Kidd memorably portrays the giants who were walking the streets of Dayton 81 years ago. Sitting in the drug store sipping Coca-Cola is the leading defense counsel of his age, Clarence Darrow, who has volunteered his services in the only pro-bono case of his career. The aging William Jennings Bryan, world-famous populist, argues the state’s case against Scopes, defending religion at every opportunity, in and out of the courtroom. Watching from the gallery is H.L. Mencken, using his newspaper columns to criticize nearly everything in American society and reserving special venom for the old-fashioned ways of the South.

According to Kidd, “John Scopes was being used by everybody.” In a tradition of grandstanding that probably dates back to the earliest humans, the celebrities came only to further their own agendas. Scopes, eager to help his fellow townspeople, readily admitted to violating the Butler Act, and the trial should have ended the day it began. But the ACLU wanted a sensational test case. Clarence Darrow wanted an epic battle, a confrontation with religion, especially hoping to disgrace William Jennings Bryan. Bryan wanted to destroy Darwinism, which he saw as not only an affront to the Bible but, through its despicable offspring Social Darwinism, a threat to the welfare of the common man he loved so much. Judge Raulston, hoping for greater glory in politics, let the arguments go on much longer than justice required. H.L. Mencken…well, he wanted to be H.L. Mencken: to criticize with grand style anyone and anything he didn’t like. Except for his name, Scopes was quickly forgotten in all the commotion.

Caught in the middle, sometimes literally, is Kidd’s young Frances, trying to come to grips with the doubt growing inside her: “I looked up and saw the moon moving behind the clouds. Or maybe the clouds were moving and the moon was standing still. Then I realized that everything was moving—the moon, the clouds, the earth, my town. The very house I sat in was whirling through space, speeding, shifting, changing as it went. And so was I.”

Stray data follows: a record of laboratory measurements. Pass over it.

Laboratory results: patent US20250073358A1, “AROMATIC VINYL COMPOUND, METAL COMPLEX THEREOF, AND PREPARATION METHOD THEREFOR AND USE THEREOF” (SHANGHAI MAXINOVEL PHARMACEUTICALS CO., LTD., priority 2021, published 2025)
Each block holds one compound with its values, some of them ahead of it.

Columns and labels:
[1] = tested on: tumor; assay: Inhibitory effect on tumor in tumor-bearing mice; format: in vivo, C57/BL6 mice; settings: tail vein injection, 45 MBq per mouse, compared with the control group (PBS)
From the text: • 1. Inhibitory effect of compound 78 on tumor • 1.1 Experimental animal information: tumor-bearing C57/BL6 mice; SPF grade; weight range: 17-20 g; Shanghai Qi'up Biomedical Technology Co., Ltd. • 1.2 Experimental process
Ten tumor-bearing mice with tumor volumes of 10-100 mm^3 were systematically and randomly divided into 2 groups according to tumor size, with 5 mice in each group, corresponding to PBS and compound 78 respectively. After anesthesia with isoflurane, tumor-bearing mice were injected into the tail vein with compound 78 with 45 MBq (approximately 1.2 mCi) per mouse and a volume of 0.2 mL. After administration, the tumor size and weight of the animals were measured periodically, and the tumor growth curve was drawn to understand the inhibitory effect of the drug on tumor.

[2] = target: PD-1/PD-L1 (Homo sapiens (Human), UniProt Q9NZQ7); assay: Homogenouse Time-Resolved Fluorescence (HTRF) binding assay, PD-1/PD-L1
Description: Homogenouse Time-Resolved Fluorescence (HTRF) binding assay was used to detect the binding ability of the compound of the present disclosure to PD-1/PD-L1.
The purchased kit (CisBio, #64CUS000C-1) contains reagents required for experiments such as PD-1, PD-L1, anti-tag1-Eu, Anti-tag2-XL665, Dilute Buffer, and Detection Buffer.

The theme of doubt and its proper place in human life is central to the book, a theme that works well with a teenage protagonist. Kidd places Frances squarely between her father, whom she idealizes as the embodiment of good, and Mencken, who, through his unrepentant disdain of everything she values, is an apparent paragon of just plain nastiness. As she watches the trial and the accompanying machinations, she realizes that not everyone is who they seem, and that some are more dangerous than they first appear.

Although memories of the Scopes trial have been eclipsed by more recent Trials of the Century and the near-constant media extravaganza that surrounds us 24/7, the battle rages on between those who advocate teaching biblical creation (or its descendant, intelligent design) and those who believe biological evolution is the proper subject for science class.

Recent legislative fights in Pennsylvania, Kansas and Ohio have refocused attention on an issue that simply will not go away, despite a Supreme Court ruling in 1987 that prohibits the teaching of creationism in anything other than a class in religion. Largely out of the public eye for decades, the issue recently rode back to the front page on a wave of support from fundamentalist Christians concerned that the moral decline of America is related to teaching that man evolved from other animals.

With so much at stake for both sides of the issue, portraits of the Scopes trial and its participants are often reduced to stereotypes and caricatures, fed by a mythology so pervasive that an accurate depiction of the event is nearly impossible to obtain. In Monkey Town, Kidd says, one of his goals was to set the record straight. “I tried to steer a middle ground…to paint a more balanced picture than Inherit the Wind,” the 1955 play that has probably shaped views of the trial more than any other source. Though regarded almost universally as great theater, Inherit the Wind was horribly slanted against the Bryan character. “I wanted to do as much as I could to tell my story within a very accurate framework of history…to show sympathy for both sides.” To that end, Kidd has provided a concise author’s note, describing where he took liberties with the story and what happened to the participants after the trial. He has, in short, used the medium of a novel to report the story more truthfully than many “non-fiction” accounts. That he tells this story of great ideas and growing doubt in a very readable style is all the more remarkable.